The treatment for IVL and PCNSL is similar to that for non-Hodgkin’s lymphoma. A previous study showed that chemotherapy using the R-CHOP (Rituximab, cyclophosphamide, doxorubicin, vincristine, and prednisone) regimen significantly improved the complete remission rate and the final survival rate of patients with PCNSL [4]. As seen in this case, although PCNSL has effective treatments, the prognosis may be poor if the diagnosis is delayed. This is particularly true for IVL, which shows different radiological findings and clinical features from PCNSL [11].

We believe that it is necessary to consider the possibility of PCNSL or IVL in patients with DWI lesions different from a general ischemic stroke and non-localized neurological abnormality, or non-typical brain MRI findings, such as linear enhancement along the arterioles without a laboratory finding indicating an autoimmune disease. Since PCNSL and IVL are treatable diseases, it would increase the possibility of successful treatments and better prognosis.

Notes

Acknowledgements

Not applicable.

Authors’ contributions

SHJ, MKK, and HGK participated in the design of this research. SJL, BSS, and HGK collected and analyzed the raw clinical data. SHJ, BSS, and HGK carried out computational studies and wrote the manuscript. All authors have read and approved the final manuscript.

Funding

This work was supported by the National Research Foundation of Korea (NRF) grant funded by the Korea government (Ministry of Science and ICT, NRF-2017R1C1B5017293). The funders had no role in study design, data collection and analysis, decision to publish, or preparation of the manuscript.

Ethics approval and consent to participate

Not applicable.

Consent for publication

Written informed consent was obtained from our patient for publication of this case report and any accompanying images. Our patient was able to converse with others at the moment we obtained the informed consent. In order to follow ethics approval and consent to participate, we received consent from both the patient and his legal guardian. A copy of the written consents are available for review by the editor of this journal.

Competing interests

The authors declare no conflicts of interest with respect to the research, authorship, funding, and/or publication of this article.

References

  1. 1.
    Schultz CJ, Bovi J. Current management of primary central nervous system lymphoma. Int J Radiat Oncol Biol Phys. 2010;76:666–78.CrossRefGoogle Scholar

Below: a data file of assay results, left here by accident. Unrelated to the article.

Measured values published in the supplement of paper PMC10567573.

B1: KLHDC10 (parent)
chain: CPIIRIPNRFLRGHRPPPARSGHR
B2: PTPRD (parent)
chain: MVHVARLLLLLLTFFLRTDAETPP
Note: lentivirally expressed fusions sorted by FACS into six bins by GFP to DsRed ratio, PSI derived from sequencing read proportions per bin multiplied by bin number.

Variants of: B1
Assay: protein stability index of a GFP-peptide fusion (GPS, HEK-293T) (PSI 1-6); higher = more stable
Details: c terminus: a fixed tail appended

2. 2.
    Baehring JM, Longtine J, Hochberg FH. A new approach to the diagnosis and treatment of intravascular lymphoma. J Neuro-Oncol. 2003;61:237–48.CrossRefGoogle Scholar
  3. 3.
    Bühring U, Herrlinger U, Krings T, Thiex R, Weller M, Küker WJN. MRI features of primary central nervous system lymphomas at presentation. Neurology. 2001;57:393-6.CrossRefGoogle Scholar
  4. 4.
    Ferreri AJ, Dognini GP, Bairey O, Szomor A, Montalbán C, Horvath B, et al. The addition of rituximab to anthracycline-based chemotherapy significantly improves outcome in ‘Western’patients with intravascular large B-cell lymphoma. Br J Haematol. 2008;143:253–7.CrossRefGoogle Scholar
  5. 5.
    Graus F, Titulaer MJ, Balu R, Benseler S, Bien CG, Cellucci T, et al. A clinical approach to diagnosis of autoimmune encephalitis. Lancet Neurol. 2016;15:391–404.CrossRefGoogle Scholar
  6. 6.
    Prayson RA. Intravascular lymphoma mimicking vasculitis. J Clin Neurosci. 2016;34:224–5.CrossRefGoogle Scholar
  7. 7.
    Ponzoni M, Ferreri AJ, Campo E, Facchetti F, Mazzucchelli L, Yoshino T, et al. Definition, diagnosis, and management of intravascular large B-cell lymphoma: proposals and perspectives from an international consensus meeting. J Clin Oncol. 2007;25:3168–73.CrossRefGoogle Scholar
  8. 8.
    Baehring J, Henchcliffe C, Ledezma C, Fulbright R, Hochberg F. Intravascular lymphoma: magnetic resonance imaging correlates of disease dynamics within the central nervous system. J Neurol Neurosurg Psychiatry. 2005;76:540–4.CrossRefGoogle Scholar
  9. 9.
    Gametchu B. Glucocorticoid receptor-like antigen in lymphoma cell membranes: correlation to cell lysis. Science. 1987;236:456–61.CrossRefGoogle Scholar
  10. 10.
    Porter AB, Giannini C, Kaufmann T, Lucchinetti CF, Wu W, Decker PA, et al. Primary central nervous system lymphoma can be histologically diagnosed after previous corticosteroid use: a pilot study to determine whether corticosteroids prevent the diagnosis of primary central nervous system lymphoma. Ann Neurol. 2008;63:662–7.CrossRefGoogle Scholar
  11. 11.
    Le EN, Gerstenblith MR, Gelber AC, Manno RL, Ranasinghe PD, Sweren RJ, et al. The use of blind skin biopsy in the diagnosis of intravascular B-cell lymphoma. J Am Acad Dermatol. 2008;59:148–51.CrossRefGoogle Scholar

Copyright information

© The Author(s). 2019

Open AccessThis article is distributed under the terms of the Creative Commons Attribution 4.0 International License (http://creativecommons.org/licenses/by/4.0/), which permits unrestricted use, distribution, and reproduction in any medium, provided you give appropriate credit to the original author(s) and the source, provide a link to the Creative Commons license, and indicate if changes were made. The Creative Commons Public Domain Dedication waiver (http://creativecommons.org/publicdomain/zero/1.0/) applies to the data made available in this article, unless otherwise stated.

Authors and Affiliations

  1. 1.Department of NeurologyJeonbuk National University Medical School and HospitalJeonjuSouth Korea
  2. 2.Institute for Molecular Biology and Genetics and Department of ChemistryJeonbuk National UniversityJeonjuSouth Korea
  3. 3.Biomedical Research InstituteJeonbuk National UniversityJeonjuSouth Korea

Personalised recommendations